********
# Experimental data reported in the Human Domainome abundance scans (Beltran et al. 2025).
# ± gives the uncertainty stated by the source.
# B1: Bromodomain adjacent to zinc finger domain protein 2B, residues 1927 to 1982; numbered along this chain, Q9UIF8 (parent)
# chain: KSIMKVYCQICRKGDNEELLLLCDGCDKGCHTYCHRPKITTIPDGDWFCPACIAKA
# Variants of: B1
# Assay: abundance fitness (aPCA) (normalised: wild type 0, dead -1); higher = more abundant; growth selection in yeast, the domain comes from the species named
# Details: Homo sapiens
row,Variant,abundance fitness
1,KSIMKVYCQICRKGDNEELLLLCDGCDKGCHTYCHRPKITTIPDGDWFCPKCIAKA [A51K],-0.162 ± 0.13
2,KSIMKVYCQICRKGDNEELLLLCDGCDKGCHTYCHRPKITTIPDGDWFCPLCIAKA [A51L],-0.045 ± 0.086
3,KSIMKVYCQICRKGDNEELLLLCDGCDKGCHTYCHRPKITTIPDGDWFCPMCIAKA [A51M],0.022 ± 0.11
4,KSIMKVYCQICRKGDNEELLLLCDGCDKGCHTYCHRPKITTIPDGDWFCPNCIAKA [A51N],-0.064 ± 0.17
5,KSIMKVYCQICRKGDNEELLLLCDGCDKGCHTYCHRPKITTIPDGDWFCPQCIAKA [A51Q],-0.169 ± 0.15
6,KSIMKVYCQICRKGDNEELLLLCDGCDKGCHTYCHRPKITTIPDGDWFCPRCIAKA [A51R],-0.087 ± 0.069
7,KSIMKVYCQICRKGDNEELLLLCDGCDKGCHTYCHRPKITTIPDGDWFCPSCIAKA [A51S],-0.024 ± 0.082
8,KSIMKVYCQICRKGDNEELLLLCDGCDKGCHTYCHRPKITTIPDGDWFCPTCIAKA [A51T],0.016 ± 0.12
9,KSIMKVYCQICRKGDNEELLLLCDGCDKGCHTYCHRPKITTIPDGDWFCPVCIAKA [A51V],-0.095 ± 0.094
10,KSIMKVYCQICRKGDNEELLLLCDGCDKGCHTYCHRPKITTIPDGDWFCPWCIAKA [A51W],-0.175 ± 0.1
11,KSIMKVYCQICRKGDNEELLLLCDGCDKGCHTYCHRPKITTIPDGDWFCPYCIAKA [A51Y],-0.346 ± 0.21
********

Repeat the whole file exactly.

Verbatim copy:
# Experimental data reported in the Human Domainome abundance scans (Beltran et al. 2025).
# ± gives the uncertainty stated by the source.
# B1: Bromodomain adjacent to zinc finger domain protein 2B, residues 1927 to 1982; numbered along this chain, Q9UIF8 (parent)
# chain: KSIMKVYCQICRKGDNEELLLLCDGCDKGCHTYCHRPKITTIPDGDWFCPACIAKA
# Variants of: B1
# Assay: abundance fitness (aPCA) (normalised: wild type 0, dead -1); higher = more abundant; growth selection in yeast, the domain comes from the species named
# Details: Homo sapiens
row,Variant,abundance fitness
1,KSIMKVYCQICRKGDNEELLLLCDGCDKGCHTYCHRPKITTIPDGDWFCPKCIAKA [A51K],-0.162 ± 0.13
2,KSIMKVYCQICRKGDNEELLLLCDGCDKGCHTYCHRPKITTIPDGDWFCPLCIAKA [A51L],-0.045 ± 0.086
3,KSIMKVYCQICRKGDNEELLLLCDGCDKGCHTYCHRPKITTIPDGDWFCPMCIAKA [A51M],0.022 ± 0.11
4,KSIMKVYCQICRKGDNEELLLLCDGCDKGCHTYCHRPKITTIPDGDWFCPNCIAKA [A51N],-0.064 ± 0.17
5,KSIMKVYCQICRKGDNEELLLLCDGCDKGCHTYCHRPKITTIPDGDWFCPQCIAKA [A51Q],-0.169 ± 0.15
6,KSIMKVYCQICRKGDNEELLLLCDGCDKGCHTYCHRPKITTIPDGDWFCPRCIAKA [A51R],-0.087 ± 0.069
7,KSIMKVYCQICRKGDNEELLLLCDGCDKGCHTYCHRPKITTIPDGDWFCPSCIAKA [A51S],-0.024 ± 0.082
8,KSIMKVYCQICRKGDNEELLLLCDGCDKGCHTYCHRPKITTIPDGDWFCPTCIAKA [A51T],0.016 ± 0.12
9,KSIMKVYCQICRKGDNEELLLLCDGCDKGCHTYCHRPKITTIPDGDWFCPVCIAKA [A51V],-0.095 ± 0.094
10,KSIMKVYCQICRKGDNEELLLLCDGCDKGCHTYCHRPKITTIPDGDWFCPWCIAKA [A51W],-0.175 ± 0.1
11,KSIMKVYCQICRKGDNEELLLLCDGCDKGCHTYCHRPKITTIPDGDWFCPYCIAKA [A51Y],-0.346 ± 0.21